Looking at the capture plates from the two DNA extraction protocols that were tested on our QIAcube, it was fairly obvious that a lot more plant fragments and pigment were transferred over using the QIAamp kit. I started wondering what on earth I was doing this for – after all, why compare a kit that’s designed for plants with one that isn’t (and where the protocol keeps referring to blood or to mouse tails…).

Used capture plates from theΒ DNeasy Plant 96 (lhs) and theΒ  QIAamp 96 QIAcube HT (rhs) extraction kits

However, having done the two plates of extractions, there was nothing to be lost by running them out on agarose gels (100 ΞΌl 2% agarose TBE gels with 5Β ΞΌl SYBRsafe and 3.5Β ΞΌl 1kb+ ladder on alternate rows; loading 2.5 ΞΌl loading buffer and 5 ΞΌl of each DNA extraction). I did cut corners a little by using our multichannel gel set-up, which doesn’t let the samples run as far as a manually loaded gel, but did let me get them both run in a short afternoon!

And so, here are the gels….

DNeasy Plant 96 extractions:Β Samples: 1A-1H: Conifers (silica); 2A-2G: Gingers (herbarium); 2H-6B: Sapotaceae (silica); 6C-7H: liverworts (silica); 8A-8F: Bamboos (herbarium); 8G-8H: Begonia (silica); 9A-10H: lichens (herbarium); 11A-11H: bryophytes (herbarium); 12A-12H: Begonia (silica)

QIAamp 96 DNA QIAcube HT kit extractions:Samples: 1A-1H: Conifers (silica); 2A-2G: Gingers (herbarium); 2H-6B: Sapotaceae (silica); 6C-7H: liverworts (silica); 8A-8F: Bamboos (herbarium); 8G-8H: Begonia (silica); 9A-10H: lichens (herbarium); 11A-11H: bryophytes (herbarium); 12A-12H: Begonia (silica)

Not at all what I was expecting. I’m not perturbed by lanes with no visual evidence of DNA in them – that’s not uncommon with my Plant DNeasy extractions, and usually I can still get PCR amplification. It is, after all, a technique that requires very little input DNA. I am, however, surprised that there seem to be more lanes with bright bands of high molecular weight DNA for the QIAamp kit than for the Plant DNeasy kit. And, particularly for the 2nd and 8th rows, which were from some older herbarium specimens, the QIAamp kit extractions contain far more visible (albeit degraded) DNA. This is something we’re really interested in, as most of the plant diversity at the Botanics is dead, dried and squashed flat in the Herbarium. We, and our SYNTHESYS-EU partners, are particularly interested in accessing the genetic information stored in these historic collections.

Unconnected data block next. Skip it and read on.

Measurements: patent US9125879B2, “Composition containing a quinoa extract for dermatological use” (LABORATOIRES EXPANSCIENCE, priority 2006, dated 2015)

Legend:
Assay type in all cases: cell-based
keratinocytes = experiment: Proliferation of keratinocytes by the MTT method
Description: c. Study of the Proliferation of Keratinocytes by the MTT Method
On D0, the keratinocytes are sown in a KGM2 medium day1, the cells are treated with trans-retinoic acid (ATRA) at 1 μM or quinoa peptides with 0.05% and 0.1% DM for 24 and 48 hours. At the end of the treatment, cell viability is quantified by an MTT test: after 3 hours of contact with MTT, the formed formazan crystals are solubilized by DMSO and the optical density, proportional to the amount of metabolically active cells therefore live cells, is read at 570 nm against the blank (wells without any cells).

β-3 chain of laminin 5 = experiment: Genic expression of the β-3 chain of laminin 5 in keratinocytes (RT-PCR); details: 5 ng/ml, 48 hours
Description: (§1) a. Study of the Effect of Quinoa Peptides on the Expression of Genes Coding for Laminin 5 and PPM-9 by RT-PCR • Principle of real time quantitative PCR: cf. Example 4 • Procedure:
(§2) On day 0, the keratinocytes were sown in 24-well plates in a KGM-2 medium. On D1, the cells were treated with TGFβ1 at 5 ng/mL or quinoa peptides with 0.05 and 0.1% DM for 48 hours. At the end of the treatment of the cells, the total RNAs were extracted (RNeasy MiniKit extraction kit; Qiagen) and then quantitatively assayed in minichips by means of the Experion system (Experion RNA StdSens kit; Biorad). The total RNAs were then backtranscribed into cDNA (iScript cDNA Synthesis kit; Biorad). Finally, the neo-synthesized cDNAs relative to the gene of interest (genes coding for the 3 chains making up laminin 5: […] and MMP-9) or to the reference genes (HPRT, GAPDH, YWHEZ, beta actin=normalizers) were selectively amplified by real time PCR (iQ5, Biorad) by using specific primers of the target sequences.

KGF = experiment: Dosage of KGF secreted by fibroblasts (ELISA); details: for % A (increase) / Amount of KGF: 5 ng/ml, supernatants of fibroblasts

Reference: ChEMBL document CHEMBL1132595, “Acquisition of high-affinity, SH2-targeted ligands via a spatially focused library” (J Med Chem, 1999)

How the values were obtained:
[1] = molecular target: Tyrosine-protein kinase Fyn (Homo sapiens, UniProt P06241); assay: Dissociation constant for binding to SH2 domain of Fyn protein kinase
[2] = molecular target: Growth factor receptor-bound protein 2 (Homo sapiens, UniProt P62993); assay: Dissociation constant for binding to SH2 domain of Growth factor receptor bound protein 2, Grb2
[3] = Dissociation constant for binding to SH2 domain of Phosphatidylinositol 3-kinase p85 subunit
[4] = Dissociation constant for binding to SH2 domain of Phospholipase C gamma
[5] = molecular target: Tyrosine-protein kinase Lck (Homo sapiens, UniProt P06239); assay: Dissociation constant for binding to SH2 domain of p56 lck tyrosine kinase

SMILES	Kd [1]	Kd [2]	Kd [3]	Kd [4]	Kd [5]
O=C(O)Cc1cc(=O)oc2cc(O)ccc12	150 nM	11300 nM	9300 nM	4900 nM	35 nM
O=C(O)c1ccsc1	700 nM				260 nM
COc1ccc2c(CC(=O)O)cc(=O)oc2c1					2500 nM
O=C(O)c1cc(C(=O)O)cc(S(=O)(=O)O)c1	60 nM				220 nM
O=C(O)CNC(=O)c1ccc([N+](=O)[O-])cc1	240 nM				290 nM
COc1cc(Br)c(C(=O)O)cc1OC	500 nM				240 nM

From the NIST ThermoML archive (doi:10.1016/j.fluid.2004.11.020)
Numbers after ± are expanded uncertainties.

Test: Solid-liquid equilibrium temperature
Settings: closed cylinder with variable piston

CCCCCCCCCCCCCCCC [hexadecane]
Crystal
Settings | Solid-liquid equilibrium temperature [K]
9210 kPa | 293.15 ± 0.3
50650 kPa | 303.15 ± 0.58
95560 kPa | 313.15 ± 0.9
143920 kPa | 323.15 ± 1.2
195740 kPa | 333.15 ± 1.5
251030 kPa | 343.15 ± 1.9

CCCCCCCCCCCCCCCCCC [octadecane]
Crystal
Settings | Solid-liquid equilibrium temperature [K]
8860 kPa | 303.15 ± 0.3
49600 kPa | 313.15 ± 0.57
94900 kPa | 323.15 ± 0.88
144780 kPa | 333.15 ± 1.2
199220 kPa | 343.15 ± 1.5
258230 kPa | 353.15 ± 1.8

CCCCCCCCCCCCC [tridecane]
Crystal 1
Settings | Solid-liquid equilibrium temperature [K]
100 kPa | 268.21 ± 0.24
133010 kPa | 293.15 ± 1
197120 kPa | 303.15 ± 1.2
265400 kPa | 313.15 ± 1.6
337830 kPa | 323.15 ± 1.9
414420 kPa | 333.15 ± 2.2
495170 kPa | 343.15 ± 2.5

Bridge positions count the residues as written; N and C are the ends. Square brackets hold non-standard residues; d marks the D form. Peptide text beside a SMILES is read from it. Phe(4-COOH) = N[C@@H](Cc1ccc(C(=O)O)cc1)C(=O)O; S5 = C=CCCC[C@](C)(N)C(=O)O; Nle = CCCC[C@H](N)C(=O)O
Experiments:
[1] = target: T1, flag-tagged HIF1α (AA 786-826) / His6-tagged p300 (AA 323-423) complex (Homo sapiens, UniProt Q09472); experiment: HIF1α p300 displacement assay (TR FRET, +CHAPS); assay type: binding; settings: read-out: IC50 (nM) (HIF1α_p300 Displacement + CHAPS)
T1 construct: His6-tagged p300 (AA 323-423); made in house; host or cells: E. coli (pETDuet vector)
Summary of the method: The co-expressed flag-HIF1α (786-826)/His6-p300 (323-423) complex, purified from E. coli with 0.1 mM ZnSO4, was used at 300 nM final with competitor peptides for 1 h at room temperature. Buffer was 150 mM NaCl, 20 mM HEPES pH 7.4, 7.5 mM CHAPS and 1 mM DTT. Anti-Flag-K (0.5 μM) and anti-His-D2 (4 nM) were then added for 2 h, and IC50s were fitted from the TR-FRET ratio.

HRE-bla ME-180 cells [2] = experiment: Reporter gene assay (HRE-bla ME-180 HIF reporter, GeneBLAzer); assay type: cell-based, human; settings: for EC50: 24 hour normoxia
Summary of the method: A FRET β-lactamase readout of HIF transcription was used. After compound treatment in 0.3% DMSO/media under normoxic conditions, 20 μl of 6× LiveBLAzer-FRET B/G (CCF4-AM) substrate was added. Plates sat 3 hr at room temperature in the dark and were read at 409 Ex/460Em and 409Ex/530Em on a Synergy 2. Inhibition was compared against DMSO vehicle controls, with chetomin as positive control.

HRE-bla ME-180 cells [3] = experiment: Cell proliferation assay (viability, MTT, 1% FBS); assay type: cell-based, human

The QIAamp extractions are a lot more smeary, which is curious: it’s possible that the kit doesn’t do as good a job at removing some of the secondary chemicals which could be co-extracting with the DNA. Some of the DNA elutions are straw-coloured, unlike the colourless elutions from the Plant DNeasy kits.

This is only the first step in comparing these two QIAcube extraction kits: I will take Qubit fluorometer readings to look at concentration, and NanoVue spectrophotometry readings to get an idea about purity. I’ll also run some of the samples on our TapeStation, to get a better idea about the distribution of recovered DNA fragment sizes.

But for now it’s safe to say, having run these quick gels, I’m rather less ready to dismiss the QIAamp kit!

 

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Letting the robot do its job